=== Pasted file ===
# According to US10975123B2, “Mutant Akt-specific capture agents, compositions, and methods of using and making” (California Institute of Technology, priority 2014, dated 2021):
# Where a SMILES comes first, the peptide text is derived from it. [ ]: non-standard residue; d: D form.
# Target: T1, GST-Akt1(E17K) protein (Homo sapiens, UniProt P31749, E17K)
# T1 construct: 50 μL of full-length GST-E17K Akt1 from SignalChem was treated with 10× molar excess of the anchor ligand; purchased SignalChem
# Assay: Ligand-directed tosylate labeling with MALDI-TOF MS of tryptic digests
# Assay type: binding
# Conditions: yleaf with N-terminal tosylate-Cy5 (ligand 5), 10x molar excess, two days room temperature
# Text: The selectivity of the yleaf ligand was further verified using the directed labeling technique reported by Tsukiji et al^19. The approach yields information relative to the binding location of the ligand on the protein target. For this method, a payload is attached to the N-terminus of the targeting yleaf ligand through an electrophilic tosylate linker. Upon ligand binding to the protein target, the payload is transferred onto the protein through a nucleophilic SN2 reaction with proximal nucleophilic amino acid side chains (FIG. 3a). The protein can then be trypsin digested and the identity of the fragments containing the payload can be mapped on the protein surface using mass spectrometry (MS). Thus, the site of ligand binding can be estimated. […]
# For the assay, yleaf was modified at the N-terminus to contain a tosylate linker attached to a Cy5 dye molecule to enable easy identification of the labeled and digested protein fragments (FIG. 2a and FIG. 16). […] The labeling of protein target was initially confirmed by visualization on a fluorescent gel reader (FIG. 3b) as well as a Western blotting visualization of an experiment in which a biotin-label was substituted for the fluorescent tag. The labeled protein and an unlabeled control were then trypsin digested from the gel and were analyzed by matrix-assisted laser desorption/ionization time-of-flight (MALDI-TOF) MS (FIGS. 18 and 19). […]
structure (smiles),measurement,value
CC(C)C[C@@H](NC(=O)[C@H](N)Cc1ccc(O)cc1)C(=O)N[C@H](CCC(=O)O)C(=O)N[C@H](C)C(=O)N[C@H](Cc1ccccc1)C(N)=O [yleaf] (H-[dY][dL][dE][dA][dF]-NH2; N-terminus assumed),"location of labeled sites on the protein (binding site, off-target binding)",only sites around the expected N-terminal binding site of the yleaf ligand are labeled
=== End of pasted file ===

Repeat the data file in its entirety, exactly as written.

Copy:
# According to US10975123B2, “Mutant Akt-specific capture agents, compositions, and methods of using and making” (California Institute of Technology, priority 2014, dated 2021):
# Where a SMILES comes first, the peptide text is derived from it. [ ]: non-standard residue; d: D form.
# Target: T1, GST-Akt1(E17K) protein (Homo sapiens, UniProt P31749, E17K)
# T1 construct: 50 μL of full-length GST-E17K Akt1 from SignalChem was treated with 10× molar excess of the anchor ligand; purchased SignalChem
# Assay: Ligand-directed tosylate labeling with MALDI-TOF MS of tryptic digests
# Assay type: binding
# Conditions: yleaf with N-terminal tosylate-Cy5 (ligand 5), 10x molar excess, two days room temperature
# Text: The selectivity of the yleaf ligand was further verified using the directed labeling technique reported by Tsukiji et al^19. The approach yields information relative to the binding location of the ligand on the protein target. For this method, a payload is attached to the N-terminus of the targeting yleaf ligand through an electrophilic tosylate linker. Upon ligand binding to the protein target, the payload is transferred onto the protein through a nucleophilic SN2 reaction with proximal nucleophilic amino acid side chains (FIG. 3a). The protein can then be trypsin digested and the identity of the fragments containing the payload can be mapped on the protein surface using mass spectrometry (MS). Thus, the site of ligand binding can be estimated. […]
# For the assay, yleaf was modified at the N-terminus to contain a tosylate linker attached to a Cy5 dye molecule to enable easy identification of the labeled and digested protein fragments (FIG. 2a and FIG. 16). […] The labeling of protein target was initially confirmed by visualization on a fluorescent gel reader (FIG. 3b) as well as a Western blotting visualization of an experiment in which a biotin-label was substituted for the fluorescent tag. The labeled protein and an unlabeled control were then trypsin digested from the gel and were analyzed by matrix-assisted laser desorption/ionization time-of-flight (MALDI-TOF) MS (FIGS. 18 and 19). […]
structure (smiles),measurement,value
CC(C)C[C@@H](NC(=O)[C@H](N)Cc1ccc(O)cc1)C(=O)N[C@H](CCC(=O)O)C(=O)N[C@H](C)C(=O)N[C@H](Cc1ccccc1)C(N)=O [yleaf] (H-[dY][dL][dE][dA][dF]-NH2; N-terminus assumed),"location of labeled sites on the protein (binding site, off-target binding)",only sites around the expected N-terminal binding site of the yleaf ligand are labeled